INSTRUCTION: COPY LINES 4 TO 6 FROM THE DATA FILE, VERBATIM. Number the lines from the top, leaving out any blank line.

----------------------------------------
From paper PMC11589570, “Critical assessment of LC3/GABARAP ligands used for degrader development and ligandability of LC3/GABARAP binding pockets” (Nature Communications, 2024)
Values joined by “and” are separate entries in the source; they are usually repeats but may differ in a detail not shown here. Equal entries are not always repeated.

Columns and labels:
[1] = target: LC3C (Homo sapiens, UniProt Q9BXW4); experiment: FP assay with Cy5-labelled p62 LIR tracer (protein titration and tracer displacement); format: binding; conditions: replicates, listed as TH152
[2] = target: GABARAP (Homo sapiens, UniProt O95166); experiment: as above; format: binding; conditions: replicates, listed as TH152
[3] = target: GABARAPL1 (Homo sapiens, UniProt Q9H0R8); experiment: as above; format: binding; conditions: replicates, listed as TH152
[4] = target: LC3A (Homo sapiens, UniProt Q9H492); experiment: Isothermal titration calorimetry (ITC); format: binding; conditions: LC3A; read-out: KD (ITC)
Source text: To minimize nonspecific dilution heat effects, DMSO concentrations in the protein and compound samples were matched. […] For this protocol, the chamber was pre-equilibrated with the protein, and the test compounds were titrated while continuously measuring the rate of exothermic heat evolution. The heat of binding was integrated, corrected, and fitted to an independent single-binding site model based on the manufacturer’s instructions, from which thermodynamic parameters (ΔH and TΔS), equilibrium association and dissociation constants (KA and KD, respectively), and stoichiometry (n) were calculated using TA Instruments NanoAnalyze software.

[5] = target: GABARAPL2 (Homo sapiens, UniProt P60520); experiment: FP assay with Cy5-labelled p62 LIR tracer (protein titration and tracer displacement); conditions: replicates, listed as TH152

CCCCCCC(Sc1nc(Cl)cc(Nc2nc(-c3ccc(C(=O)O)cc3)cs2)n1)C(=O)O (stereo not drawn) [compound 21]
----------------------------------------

[1] = target: LC3C (Homo sapiens, UniProt Q9BXW4); experiment: FP assay with Cy5-labelled p62 LIR tracer (protein titration and tracer displacement); format: binding; conditions: replicates, listed as TH152
[2] = target: GABARAP (Homo sapiens, UniProt O95166); experiment: as above; format: binding; conditions: replicates, listed as TH152
[3] = target: GABARAPL1 (Homo sapiens, UniProt Q9H0R8); experiment: as above; format: binding; conditions: replicates, listed as TH152